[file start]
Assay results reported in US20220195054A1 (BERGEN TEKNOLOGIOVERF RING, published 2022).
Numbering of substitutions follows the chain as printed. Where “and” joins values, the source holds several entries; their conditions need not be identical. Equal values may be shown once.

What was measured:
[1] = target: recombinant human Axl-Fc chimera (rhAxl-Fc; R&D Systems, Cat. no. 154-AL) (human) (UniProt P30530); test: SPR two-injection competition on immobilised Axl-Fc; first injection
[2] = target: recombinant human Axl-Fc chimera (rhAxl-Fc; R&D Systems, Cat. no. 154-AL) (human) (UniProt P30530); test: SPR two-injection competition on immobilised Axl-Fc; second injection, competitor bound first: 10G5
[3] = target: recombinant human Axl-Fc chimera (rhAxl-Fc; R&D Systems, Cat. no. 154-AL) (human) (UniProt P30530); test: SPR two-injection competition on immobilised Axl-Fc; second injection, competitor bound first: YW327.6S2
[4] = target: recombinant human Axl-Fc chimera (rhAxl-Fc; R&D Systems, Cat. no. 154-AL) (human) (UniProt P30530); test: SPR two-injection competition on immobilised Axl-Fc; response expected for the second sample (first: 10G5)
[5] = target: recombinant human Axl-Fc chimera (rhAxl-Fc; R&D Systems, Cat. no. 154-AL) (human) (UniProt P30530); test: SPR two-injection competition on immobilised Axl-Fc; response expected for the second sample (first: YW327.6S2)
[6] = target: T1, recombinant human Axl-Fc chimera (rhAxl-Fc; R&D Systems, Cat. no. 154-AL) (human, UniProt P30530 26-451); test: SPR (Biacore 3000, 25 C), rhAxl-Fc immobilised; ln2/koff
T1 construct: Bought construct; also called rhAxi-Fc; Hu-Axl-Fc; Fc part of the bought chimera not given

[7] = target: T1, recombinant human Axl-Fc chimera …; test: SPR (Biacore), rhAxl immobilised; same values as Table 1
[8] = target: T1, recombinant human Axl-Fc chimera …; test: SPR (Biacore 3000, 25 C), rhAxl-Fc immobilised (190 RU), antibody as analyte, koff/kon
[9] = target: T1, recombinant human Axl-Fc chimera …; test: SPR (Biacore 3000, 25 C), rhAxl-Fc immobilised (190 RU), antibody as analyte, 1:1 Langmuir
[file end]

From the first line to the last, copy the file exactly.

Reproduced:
Assay results reported in US20220195054A1 (BERGEN TEKNOLOGIOVERF RING, published 2022).
Numbering of substitutions follows the chain as printed. Where “and” joins values, the source holds several entries; their conditions need not be identical. Equal values may be shown once.

What was measured:
[1] = target: recombinant human Axl-Fc chimera (rhAxl-Fc; R&D Systems, Cat. no. 154-AL) (human) (UniProt P30530); test: SPR two-injection competition on immobilised Axl-Fc; first injection
[2] = target: recombinant human Axl-Fc chimera (rhAxl-Fc; R&D Systems, Cat. no. 154-AL) (human) (UniProt P30530); test: SPR two-injection competition on immobilised Axl-Fc; second injection, competitor bound first: 10G5
[3] = target: recombinant human Axl-Fc chimera (rhAxl-Fc; R&D Systems, Cat. no. 154-AL) (human) (UniProt P30530); test: SPR two-injection competition on immobilised Axl-Fc; second injection, competitor bound first: YW327.6S2
[4] = target: recombinant human Axl-Fc chimera (rhAxl-Fc; R&D Systems, Cat. no. 154-AL) (human) (UniProt P30530); test: SPR two-injection competition on immobilised Axl-Fc; response expected for the second sample (first: 10G5)
[5] = target: recombinant human Axl-Fc chimera (rhAxl-Fc; R&D Systems, Cat. no. 154-AL) (human) (UniProt P30530); test: SPR two-injection competition on immobilised Axl-Fc; response expected for the second sample (first: YW327.6S2)
[6] = target: T1, recombinant human Axl-Fc chimera (rhAxl-Fc; R&D Systems, Cat. no. 154-AL) (human, UniProt P30530 26-451); test: SPR (Biacore 3000, 25 C), rhAxl-Fc immobilised; ln2/koff
T1 construct: Bought construct; also called rhAxi-Fc; Hu-Axl-Fc; Fc part of the bought chimera not given

[7] = target: T1, recombinant human Axl-Fc chimera …; test: SPR (Biacore), rhAxl immobilised; same values as Table 1
[8] = target: T1, recombinant human Axl-Fc chimera …; test: SPR (Biacore 3000, 25 C), rhAxl-Fc immobilised (190 RU), antibody as analyte, koff/kon
[9] = target: T1, recombinant human Axl-Fc chimera …; test: SPR (Biacore 3000, 25 C), rhAxl-Fc immobilised (190 RU), antibody as analyte, 1:1 Langmuir